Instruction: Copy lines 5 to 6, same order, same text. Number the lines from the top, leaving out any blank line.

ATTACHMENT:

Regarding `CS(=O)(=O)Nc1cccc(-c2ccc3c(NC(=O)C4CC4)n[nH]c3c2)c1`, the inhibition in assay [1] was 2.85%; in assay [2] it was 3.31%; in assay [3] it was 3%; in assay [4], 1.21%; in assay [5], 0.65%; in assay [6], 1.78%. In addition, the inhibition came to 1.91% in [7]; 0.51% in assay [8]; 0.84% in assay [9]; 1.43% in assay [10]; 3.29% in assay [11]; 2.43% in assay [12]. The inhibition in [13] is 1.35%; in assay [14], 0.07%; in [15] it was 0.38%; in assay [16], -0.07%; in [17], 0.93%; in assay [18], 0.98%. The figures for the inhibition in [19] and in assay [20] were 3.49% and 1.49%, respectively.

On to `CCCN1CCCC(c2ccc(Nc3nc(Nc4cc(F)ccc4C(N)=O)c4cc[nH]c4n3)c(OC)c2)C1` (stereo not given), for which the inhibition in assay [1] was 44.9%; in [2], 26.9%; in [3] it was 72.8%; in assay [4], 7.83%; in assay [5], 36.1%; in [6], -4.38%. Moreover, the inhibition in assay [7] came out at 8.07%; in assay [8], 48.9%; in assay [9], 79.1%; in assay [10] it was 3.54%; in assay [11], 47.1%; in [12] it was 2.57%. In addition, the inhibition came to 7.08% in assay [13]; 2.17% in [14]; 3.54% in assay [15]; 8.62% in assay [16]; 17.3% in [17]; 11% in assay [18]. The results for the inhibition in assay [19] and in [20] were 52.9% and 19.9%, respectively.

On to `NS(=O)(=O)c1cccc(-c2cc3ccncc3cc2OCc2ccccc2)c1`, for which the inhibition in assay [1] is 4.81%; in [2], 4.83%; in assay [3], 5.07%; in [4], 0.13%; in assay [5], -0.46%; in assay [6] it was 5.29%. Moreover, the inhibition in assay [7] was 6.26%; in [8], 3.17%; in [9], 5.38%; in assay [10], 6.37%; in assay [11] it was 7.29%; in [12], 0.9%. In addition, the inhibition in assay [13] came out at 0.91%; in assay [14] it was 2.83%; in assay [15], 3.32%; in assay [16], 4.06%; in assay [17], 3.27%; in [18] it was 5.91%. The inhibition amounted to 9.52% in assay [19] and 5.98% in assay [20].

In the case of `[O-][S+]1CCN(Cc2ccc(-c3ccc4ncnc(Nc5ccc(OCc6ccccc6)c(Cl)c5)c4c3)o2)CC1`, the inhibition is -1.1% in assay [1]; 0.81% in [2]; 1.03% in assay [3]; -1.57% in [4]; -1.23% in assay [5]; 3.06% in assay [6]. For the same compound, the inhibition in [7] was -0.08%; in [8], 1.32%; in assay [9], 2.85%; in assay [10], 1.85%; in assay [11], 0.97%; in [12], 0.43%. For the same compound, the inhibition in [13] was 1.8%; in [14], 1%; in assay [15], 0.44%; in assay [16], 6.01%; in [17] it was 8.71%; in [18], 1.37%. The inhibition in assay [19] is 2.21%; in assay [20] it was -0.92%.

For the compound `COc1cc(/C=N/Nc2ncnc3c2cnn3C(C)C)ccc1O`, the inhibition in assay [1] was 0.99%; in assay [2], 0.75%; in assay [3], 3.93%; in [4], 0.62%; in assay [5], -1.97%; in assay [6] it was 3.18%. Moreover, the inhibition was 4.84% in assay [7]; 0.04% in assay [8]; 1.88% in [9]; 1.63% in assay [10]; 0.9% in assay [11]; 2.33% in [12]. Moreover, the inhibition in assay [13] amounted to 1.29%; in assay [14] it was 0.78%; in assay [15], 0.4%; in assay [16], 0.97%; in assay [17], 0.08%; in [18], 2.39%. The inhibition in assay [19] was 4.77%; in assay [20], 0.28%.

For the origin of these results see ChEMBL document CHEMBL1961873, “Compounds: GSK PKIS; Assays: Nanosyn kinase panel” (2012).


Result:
For the compound `COc1cc(/C=N/Nc2ncnc3c2cnn3C(C)C)ccc1O`, the inhibition in assay [1] was 0.99%; in assay [2], 0.75%; in assay [3], 3.93%; in [4], 0.62%; in assay [5], -1.97%; in assay [6] it was 3.18%. Moreover, the inhibition was 4.84% in assay [7]; 0.04% in assay [8]; 1.88% in [9]; 1.63% in assay [10]; 0.9% in assay [11]; 2.33% in [12]. Moreover, the inhibition in assay [13] amounted to 1.29%; in assay [14] it was 0.78%; in assay [15], 0.4%; in assay [16], 0.97%; in assay [17], 0.08%; in [18], 2.39%. The inhibition in assay [19] was 4.77%; in assay [20], 0.28%.

For the origin of these results see ChEMBL document CHEMBL1961873, “Compounds: GSK PKIS; Assays: Nanosyn kinase panel” (2012).